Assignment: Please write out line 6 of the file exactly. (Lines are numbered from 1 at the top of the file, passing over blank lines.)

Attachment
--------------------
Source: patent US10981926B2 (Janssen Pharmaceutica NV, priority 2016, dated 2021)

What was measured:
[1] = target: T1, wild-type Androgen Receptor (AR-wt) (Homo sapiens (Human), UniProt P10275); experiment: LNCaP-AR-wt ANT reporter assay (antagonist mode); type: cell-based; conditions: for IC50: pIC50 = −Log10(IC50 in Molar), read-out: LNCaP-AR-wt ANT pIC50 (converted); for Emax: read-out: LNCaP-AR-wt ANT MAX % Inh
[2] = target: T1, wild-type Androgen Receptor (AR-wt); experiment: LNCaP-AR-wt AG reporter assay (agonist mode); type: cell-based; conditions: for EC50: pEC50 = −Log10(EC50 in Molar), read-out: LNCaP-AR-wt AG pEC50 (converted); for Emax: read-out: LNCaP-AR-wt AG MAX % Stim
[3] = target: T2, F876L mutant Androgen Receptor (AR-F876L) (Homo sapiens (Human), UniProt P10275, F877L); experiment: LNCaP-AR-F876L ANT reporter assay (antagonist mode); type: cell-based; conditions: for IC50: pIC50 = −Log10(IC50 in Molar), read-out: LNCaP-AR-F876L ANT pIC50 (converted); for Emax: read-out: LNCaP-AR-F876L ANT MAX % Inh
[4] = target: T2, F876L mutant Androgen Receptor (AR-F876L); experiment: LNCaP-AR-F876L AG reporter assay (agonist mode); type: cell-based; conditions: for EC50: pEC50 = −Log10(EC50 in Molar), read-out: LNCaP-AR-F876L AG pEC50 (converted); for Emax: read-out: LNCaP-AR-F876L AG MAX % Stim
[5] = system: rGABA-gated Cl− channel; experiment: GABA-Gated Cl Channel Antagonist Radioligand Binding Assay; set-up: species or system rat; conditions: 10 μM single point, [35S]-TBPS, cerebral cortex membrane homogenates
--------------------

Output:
[4] = target: T2, F876L mutant Androgen Receptor (AR-F876L); experiment: LNCaP-AR-F876L AG reporter assay (agonist mode); type: cell-based; conditions: for EC50: pEC50 = −Log10(EC50 in Molar), read-out: LNCaP-AR-F876L AG pEC50 (converted); for Emax: read-out: LNCaP-AR-F876L AG MAX % Stim